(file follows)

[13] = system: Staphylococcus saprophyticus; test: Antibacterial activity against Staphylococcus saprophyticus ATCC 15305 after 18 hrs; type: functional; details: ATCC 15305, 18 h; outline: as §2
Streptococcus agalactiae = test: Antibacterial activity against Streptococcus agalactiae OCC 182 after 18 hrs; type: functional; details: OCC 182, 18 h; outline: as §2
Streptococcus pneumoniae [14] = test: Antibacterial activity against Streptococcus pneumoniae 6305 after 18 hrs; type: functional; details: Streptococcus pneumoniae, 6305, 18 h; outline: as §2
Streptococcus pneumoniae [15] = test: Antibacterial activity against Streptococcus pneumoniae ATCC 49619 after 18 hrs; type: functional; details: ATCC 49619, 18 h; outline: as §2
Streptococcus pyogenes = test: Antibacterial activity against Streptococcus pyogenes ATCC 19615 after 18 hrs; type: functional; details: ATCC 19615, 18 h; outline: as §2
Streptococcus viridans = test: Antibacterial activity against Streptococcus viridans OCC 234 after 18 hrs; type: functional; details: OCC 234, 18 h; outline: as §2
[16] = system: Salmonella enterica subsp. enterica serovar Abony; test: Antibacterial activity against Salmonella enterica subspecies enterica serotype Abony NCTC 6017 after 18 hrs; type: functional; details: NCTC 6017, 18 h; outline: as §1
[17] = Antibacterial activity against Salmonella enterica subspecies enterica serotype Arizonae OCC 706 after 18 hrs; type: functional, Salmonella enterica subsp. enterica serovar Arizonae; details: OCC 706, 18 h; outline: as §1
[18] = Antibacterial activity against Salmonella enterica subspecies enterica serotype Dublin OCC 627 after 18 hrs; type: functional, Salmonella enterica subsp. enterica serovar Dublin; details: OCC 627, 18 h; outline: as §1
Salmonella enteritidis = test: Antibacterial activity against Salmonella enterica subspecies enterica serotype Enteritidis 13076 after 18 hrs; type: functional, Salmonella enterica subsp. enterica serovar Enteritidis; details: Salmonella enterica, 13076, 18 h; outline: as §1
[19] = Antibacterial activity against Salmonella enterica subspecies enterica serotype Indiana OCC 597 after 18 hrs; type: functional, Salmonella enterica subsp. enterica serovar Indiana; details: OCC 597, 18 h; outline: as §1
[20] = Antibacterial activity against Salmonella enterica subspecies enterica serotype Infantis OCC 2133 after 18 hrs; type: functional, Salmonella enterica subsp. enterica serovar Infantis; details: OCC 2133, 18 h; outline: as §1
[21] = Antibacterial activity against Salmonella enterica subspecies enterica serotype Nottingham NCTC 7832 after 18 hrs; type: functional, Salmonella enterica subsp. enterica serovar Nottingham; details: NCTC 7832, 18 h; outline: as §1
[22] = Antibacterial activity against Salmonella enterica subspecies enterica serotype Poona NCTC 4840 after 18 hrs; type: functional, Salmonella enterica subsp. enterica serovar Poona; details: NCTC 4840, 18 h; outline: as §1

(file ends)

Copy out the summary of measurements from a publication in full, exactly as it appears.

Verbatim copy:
[13] = system: Staphylococcus saprophyticus; test: Antibacterial activity against Staphylococcus saprophyticus ATCC 15305 after 18 hrs; type: functional; details: ATCC 15305, 18 h; outline: as §2
Streptococcus agalactiae = test: Antibacterial activity against Streptococcus agalactiae OCC 182 after 18 hrs; type: functional; details: OCC 182, 18 h; outline: as §2
Streptococcus pneumoniae [14] = test: Antibacterial activity against Streptococcus pneumoniae 6305 after 18 hrs; type: functional; details: Streptococcus pneumoniae, 6305, 18 h; outline: as §2
Streptococcus pneumoniae [15] = test: Antibacterial activity against Streptococcus pneumoniae ATCC 49619 after 18 hrs; type: functional; details: ATCC 49619, 18 h; outline: as §2
Streptococcus pyogenes = test: Antibacterial activity against Streptococcus pyogenes ATCC 19615 after 18 hrs; type: functional; details: ATCC 19615, 18 h; outline: as §2
Streptococcus viridans = test: Antibacterial activity against Streptococcus viridans OCC 234 after 18 hrs; type: functional; details: OCC 234, 18 h; outline: as §2
[16] = system: Salmonella enterica subsp. enterica serovar Abony; test: Antibacterial activity against Salmonella enterica subspecies enterica serotype Abony NCTC 6017 after 18 hrs; type: functional; details: NCTC 6017, 18 h; outline: as §1
[17] = Antibacterial activity against Salmonella enterica subspecies enterica serotype Arizonae OCC 706 after 18 hrs; type: functional, Salmonella enterica subsp. enterica serovar Arizonae; details: OCC 706, 18 h; outline: as §1
[18] = Antibacterial activity against Salmonella enterica subspecies enterica serotype Dublin OCC 627 after 18 hrs; type: functional, Salmonella enterica subsp. enterica serovar Dublin; details: OCC 627, 18 h; outline: as §1
Salmonella enteritidis = test: Antibacterial activity against Salmonella enterica subspecies enterica serotype Enteritidis 13076 after 18 hrs; type: functional, Salmonella enterica subsp. enterica serovar Enteritidis; details: Salmonella enterica, 13076, 18 h; outline: as §1
[19] = Antibacterial activity against Salmonella enterica subspecies enterica serotype Indiana OCC 597 after 18 hrs; type: functional, Salmonella enterica subsp. enterica serovar Indiana; details: OCC 597, 18 h; outline: as §1
[20] = Antibacterial activity against Salmonella enterica subspecies enterica serotype Infantis OCC 2133 after 18 hrs; type: functional, Salmonella enterica subsp. enterica serovar Infantis; details: OCC 2133, 18 h; outline: as §1
[21] = Antibacterial activity against Salmonella enterica subspecies enterica serotype Nottingham NCTC 7832 after 18 hrs; type: functional, Salmonella enterica subsp. enterica serovar Nottingham; details: NCTC 7832, 18 h; outline: as §1
[22] = Antibacterial activity against Salmonella enterica subspecies enterica serotype Poona NCTC 4840 after 18 hrs; type: functional, Salmonella enterica subsp. enterica serovar Poona; details: NCTC 4840, 18 h; outline: as §1